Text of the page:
This is quite an interesting place. Located right on top of a river bank and just a few kilometres west of the town of Hissor, it is an open-air restaurant specializing in Tajik specialities (“tabaka” is in fact one of the dishes we will soon get acquainted with!).
The restaurant is structured around a running stream. In fact, when coming into the restaurant, people wash their hands with running water (and soap) from a tap in the open, something that makes sense if you consider that later some of the dishes require eating with your hands to some degree.
People eat inside these cabins that are suspended on top of the water, seating casually around the central table.
Local cuisine includes lots of meat (although there are also some vegetarian dishes). And some interesting condiments, for example, the white sauce, called “chaka” (чака) is in fact a sort of sour creamy cheese. The red one is called “kemal” (кемаль) and has a tomato base. They are applied to both salad and meat.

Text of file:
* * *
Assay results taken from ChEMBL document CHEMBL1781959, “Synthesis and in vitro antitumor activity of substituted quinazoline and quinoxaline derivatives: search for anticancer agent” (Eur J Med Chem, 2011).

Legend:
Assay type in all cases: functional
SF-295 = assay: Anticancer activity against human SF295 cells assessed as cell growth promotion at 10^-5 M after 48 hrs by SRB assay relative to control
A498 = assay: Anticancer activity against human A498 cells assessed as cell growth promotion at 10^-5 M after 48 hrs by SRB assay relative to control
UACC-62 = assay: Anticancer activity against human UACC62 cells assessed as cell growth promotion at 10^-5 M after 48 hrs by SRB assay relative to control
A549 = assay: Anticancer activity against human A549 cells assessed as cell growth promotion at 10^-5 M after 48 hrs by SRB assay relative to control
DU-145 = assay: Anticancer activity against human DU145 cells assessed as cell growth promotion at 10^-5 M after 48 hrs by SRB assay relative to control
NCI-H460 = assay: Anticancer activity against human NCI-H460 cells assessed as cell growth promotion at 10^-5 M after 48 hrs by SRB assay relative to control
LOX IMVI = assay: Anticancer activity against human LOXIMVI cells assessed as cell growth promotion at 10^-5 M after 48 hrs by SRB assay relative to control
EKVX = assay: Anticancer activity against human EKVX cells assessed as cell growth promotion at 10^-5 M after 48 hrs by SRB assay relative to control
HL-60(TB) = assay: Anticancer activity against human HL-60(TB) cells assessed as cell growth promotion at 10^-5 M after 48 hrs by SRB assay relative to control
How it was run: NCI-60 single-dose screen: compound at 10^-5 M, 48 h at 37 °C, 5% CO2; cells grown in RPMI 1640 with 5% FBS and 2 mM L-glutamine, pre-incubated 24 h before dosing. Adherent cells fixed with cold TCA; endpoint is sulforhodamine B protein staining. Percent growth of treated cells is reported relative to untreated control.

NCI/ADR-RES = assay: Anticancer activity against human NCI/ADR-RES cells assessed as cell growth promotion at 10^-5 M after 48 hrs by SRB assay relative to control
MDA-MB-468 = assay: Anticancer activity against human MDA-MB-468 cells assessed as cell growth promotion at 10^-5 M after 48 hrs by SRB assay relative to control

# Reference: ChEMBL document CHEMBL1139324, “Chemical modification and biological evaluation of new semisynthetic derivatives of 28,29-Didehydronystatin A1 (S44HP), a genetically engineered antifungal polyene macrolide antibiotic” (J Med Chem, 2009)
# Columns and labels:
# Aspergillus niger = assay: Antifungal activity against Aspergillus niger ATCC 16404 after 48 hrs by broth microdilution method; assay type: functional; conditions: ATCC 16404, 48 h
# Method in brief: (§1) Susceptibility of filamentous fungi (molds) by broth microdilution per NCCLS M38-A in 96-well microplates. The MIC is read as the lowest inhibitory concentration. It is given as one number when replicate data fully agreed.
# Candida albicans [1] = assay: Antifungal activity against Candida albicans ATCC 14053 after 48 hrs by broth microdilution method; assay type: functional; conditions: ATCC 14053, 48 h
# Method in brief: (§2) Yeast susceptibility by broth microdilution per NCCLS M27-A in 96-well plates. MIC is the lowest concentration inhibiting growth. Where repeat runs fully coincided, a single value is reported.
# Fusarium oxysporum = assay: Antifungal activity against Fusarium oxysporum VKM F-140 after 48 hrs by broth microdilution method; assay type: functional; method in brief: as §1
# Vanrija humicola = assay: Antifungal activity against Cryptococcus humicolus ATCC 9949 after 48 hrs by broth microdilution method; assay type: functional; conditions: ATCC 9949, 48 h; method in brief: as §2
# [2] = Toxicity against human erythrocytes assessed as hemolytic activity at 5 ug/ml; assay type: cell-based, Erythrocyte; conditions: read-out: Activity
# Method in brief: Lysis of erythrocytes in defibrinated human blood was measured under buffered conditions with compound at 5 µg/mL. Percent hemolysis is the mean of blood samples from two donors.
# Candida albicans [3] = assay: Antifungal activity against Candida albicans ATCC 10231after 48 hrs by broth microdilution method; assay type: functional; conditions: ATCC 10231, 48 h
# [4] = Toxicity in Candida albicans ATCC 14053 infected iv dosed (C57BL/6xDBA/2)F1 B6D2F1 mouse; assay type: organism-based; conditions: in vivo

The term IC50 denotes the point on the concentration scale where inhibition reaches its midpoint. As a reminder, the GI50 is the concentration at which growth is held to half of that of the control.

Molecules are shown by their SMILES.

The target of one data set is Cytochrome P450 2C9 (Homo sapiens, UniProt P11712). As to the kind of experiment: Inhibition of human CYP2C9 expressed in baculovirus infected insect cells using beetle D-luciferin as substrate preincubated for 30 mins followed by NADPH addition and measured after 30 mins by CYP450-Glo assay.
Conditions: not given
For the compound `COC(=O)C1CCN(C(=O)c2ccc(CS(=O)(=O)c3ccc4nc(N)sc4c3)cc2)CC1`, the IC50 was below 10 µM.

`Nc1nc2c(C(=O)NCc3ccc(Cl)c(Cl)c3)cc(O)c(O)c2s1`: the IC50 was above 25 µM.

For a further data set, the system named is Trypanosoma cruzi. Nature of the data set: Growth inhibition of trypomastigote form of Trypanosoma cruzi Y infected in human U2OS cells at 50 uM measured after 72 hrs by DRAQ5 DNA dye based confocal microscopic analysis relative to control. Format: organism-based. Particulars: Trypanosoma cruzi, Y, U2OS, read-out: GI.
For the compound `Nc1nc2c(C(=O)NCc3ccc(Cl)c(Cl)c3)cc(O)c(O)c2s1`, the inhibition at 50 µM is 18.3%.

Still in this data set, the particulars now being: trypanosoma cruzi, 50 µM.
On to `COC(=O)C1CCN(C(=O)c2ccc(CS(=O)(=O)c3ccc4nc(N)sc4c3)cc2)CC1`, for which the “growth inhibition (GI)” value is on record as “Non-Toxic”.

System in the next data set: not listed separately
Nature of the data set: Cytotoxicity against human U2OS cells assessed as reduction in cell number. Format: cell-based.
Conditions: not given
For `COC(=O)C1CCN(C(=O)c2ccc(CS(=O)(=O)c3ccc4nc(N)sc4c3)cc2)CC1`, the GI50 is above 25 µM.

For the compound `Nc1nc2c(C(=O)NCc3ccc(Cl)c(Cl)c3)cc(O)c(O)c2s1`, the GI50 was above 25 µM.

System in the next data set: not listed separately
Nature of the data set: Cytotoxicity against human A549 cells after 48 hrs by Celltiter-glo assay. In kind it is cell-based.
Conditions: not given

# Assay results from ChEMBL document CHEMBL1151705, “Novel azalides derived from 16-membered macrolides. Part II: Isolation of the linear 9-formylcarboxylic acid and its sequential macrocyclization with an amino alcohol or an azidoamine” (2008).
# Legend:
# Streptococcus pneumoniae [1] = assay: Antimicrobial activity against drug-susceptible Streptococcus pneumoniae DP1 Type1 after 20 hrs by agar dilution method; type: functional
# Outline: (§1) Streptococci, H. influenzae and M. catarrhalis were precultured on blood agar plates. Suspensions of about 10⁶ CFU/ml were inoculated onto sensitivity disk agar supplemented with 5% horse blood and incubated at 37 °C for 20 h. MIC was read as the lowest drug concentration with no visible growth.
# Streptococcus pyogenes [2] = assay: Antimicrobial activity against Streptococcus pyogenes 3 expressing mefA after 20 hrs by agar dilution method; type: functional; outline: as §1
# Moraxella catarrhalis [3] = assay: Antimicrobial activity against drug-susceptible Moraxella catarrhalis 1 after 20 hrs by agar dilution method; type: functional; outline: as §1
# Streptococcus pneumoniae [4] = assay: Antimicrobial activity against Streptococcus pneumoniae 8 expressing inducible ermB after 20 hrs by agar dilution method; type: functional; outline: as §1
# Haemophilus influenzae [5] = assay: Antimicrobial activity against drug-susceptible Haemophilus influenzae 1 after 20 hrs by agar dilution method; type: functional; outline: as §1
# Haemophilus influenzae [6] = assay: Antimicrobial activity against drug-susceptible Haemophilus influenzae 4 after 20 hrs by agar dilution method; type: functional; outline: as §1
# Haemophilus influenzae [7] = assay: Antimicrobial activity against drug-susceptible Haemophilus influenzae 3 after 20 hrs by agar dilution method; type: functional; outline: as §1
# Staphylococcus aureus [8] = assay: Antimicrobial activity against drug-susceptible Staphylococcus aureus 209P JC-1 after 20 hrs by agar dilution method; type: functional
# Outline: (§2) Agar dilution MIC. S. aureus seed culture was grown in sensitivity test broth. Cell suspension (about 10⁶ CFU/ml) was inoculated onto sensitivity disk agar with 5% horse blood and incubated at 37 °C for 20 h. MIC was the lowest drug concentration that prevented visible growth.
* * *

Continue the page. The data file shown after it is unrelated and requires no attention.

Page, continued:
Below is a Tajik specilaity, chicken tabaka (табака из курицы), that is served usually with a fresh vegetables salad (in the background) called “shakarob” (шакароб). All of this together with the “lepeshka” flat, round, bread (лепешка) so typical of Central Asia (well, not sure all varieties of bread are technically called lepeshka, but they are of this style)
And we had also some lamb cooked in a tandoor (тандури) oven. Very tasty.
Although highly restored, Hisor fortress is a very ancient structure located on one of the branches of the famous Silk Road. In the middle ages it was for some time an independent khanate and later also a dependency of the Emirate of Bukhara. The current gates are a restoration of the 16th C. ones.